Excessive mercury found in area
rainwater, National Wildlife Federation reports
Advisories about fish are already in effect.
By Dan Cortez
A warning about eating fish caught in Indiana waters because
of high mercury levels might have more punch after a new
study found excessive levels of the substance in area
rainwater as well.
A National Wildlife Federation study reviewed water samples
from 12 states, including Indiana. All 12 had an excessive
amount of mercury in their rainfall compared to the standards
set by the Environmental Protection Agency.
Paula Yeager, executive director of the Indiana Wildlife
Federation, said the advisories affect almost 900,000
Indiana and out-of-state people who fish, casting more
than $519 million into the state's economy. "This
is something we want people to be aware of, because this
is a problem," she said.
According to the water samples, collected by the Mercury
Deposition Network, 92 percent of them taken from Huntington
Reservoir exceeded EPA standards. Water also was tested
in Monroe, Porter and Jefferson counties. Ninety-five
percent of the rain samples taken in Indiana exceeded
The study tracked mercury levels from 1995 to 2001. In
Huntington, just five of the samples tested fell below
EPA standards. Several samples were 10 times the standard.
The EPA standard is 3.5 nanograms - a billionth of a gram
- of mercury per liter for lakes and 7.9 for rivers.
Mercury is a naturally occurring element that makes its
way into the atmosphere by coal-fired power plants, cement
manufacturers and other sources burning those fossil fuels.
The mercury travels back into bodies of water through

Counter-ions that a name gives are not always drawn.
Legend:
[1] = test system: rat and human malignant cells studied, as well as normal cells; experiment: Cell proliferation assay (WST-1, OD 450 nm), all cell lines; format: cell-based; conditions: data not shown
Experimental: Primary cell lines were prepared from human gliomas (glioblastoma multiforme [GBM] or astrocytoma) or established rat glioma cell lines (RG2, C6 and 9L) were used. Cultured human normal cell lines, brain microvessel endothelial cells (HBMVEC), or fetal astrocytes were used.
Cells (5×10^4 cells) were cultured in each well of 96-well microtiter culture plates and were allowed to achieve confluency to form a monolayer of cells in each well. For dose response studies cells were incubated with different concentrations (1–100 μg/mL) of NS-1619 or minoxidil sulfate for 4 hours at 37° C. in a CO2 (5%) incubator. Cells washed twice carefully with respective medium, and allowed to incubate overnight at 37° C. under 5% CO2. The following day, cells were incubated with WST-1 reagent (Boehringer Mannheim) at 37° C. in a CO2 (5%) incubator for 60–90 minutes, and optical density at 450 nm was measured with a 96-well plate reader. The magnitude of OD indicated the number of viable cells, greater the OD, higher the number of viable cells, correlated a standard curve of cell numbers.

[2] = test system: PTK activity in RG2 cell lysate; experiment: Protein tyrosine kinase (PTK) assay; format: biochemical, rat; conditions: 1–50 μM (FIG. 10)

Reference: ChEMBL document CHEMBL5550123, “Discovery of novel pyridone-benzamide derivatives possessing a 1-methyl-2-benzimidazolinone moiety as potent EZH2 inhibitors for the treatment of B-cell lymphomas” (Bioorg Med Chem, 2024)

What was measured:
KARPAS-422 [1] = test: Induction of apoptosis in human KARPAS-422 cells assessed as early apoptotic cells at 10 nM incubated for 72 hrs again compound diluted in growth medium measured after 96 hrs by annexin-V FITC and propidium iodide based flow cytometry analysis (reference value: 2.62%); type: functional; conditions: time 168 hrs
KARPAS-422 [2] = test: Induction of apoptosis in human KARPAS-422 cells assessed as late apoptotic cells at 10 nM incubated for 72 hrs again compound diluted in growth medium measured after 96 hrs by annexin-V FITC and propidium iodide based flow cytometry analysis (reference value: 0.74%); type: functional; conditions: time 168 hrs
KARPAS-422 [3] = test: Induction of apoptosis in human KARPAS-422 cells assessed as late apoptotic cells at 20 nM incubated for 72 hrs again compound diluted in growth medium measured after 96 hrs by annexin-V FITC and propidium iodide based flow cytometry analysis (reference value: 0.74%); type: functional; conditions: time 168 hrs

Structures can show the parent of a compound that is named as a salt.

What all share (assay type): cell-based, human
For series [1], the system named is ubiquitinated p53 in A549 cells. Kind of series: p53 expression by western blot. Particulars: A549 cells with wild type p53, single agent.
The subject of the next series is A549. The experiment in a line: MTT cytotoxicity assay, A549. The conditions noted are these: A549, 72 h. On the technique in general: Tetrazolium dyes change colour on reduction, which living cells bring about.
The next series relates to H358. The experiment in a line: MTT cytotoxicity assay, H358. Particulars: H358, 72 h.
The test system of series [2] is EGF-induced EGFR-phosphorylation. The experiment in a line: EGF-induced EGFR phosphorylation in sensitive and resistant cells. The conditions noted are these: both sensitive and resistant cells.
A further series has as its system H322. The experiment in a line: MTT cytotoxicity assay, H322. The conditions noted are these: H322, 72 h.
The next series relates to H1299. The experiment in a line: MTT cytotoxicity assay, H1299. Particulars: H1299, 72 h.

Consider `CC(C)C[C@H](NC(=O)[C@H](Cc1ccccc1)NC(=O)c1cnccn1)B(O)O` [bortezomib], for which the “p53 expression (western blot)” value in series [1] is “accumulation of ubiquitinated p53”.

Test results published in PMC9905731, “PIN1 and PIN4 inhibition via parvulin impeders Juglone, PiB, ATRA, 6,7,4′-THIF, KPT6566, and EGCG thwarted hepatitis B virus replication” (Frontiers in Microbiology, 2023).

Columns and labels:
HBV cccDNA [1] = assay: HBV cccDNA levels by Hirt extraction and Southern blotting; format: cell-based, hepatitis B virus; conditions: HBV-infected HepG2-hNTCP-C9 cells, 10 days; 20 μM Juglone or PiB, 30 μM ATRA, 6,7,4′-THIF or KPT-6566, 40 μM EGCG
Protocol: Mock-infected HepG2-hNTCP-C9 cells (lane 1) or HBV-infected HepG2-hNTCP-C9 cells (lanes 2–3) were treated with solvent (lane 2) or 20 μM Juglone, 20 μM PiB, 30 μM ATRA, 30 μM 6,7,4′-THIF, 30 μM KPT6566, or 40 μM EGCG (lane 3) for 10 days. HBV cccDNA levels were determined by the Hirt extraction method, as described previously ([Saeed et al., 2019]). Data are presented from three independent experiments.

rain or other forms of precipitation, where it settles
and is eaten by microorganisms, which are then eaten by
The Indiana Dunes National Lakeshore in Porter County
had the highest mercury levels in the state, with some
samples testing 33 times what the EPA deems safe for humans.
Felice Stadler of the NWF Clean the Rain Campaign said
Thursday areas without major industry, such as Allen County,
need to be concerned even though there might not be nearby
factories. Once released into the atmosphere, mercury
can travel several hundred miles before returning to earth.
State health officials already advise that children and
women of child-bearing age limit consumption of fish from
all Indiana lakes and streams because of high mercury
levels. One scientist with the conservation group expressed
surprise that Indiana's mercury problem wasn't greater
because of the state's reliance on coal.
Michael Murray, staff scientist at the Wildlife Federation's
Great Lakes office in Ann Arbor, Mich., speculated that
some mercury might be going to other states.
The NWF has denounced the Bush Administration's Clear
Skies Initiative, which would allow utilities to emit
five times as much mercury through 2017. NWF also wants
waste management reformed, increased recycling of mercury
and its removal from as many products possible.
The report noted progress in Indiana, including a new
law to ban the sale and distribution of novelty products
containing mercury, limit the sale of mercury thermometers
and require schools to dispose of mercury-containing materials.
The Associated Press contributed to this report.